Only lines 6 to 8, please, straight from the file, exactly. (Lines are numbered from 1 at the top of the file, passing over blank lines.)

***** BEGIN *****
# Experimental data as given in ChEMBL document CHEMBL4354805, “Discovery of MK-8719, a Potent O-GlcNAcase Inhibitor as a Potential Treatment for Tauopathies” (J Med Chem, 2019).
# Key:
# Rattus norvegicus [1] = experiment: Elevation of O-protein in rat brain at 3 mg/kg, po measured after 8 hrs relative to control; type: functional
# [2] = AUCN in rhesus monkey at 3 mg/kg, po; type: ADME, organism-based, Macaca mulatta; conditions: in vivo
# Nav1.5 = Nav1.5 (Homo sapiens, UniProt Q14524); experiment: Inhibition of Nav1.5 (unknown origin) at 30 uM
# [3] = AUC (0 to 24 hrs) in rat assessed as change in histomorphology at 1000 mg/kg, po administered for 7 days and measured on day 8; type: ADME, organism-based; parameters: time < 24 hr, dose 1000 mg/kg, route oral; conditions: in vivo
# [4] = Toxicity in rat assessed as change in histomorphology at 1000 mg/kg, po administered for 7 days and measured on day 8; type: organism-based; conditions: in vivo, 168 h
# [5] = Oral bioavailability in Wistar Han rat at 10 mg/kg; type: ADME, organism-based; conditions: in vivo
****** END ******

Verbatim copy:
# [3] = AUC (0 to 24 hrs) in rat assessed as change in histomorphology at 1000 mg/kg, po administered for 7 days and measured on day 8; type: ADME, organism-based; parameters: time < 24 hr, dose 1000 mg/kg, route oral; conditions: in vivo
# [4] = Toxicity in rat assessed as change in histomorphology at 1000 mg/kg, po administered for 7 days and measured on day 8; type: organism-based; conditions: in vivo, 168 h
# [5] = Oral bioavailability in Wistar Han rat at 10 mg/kg; type: ADME, organism-based; conditions: in vivo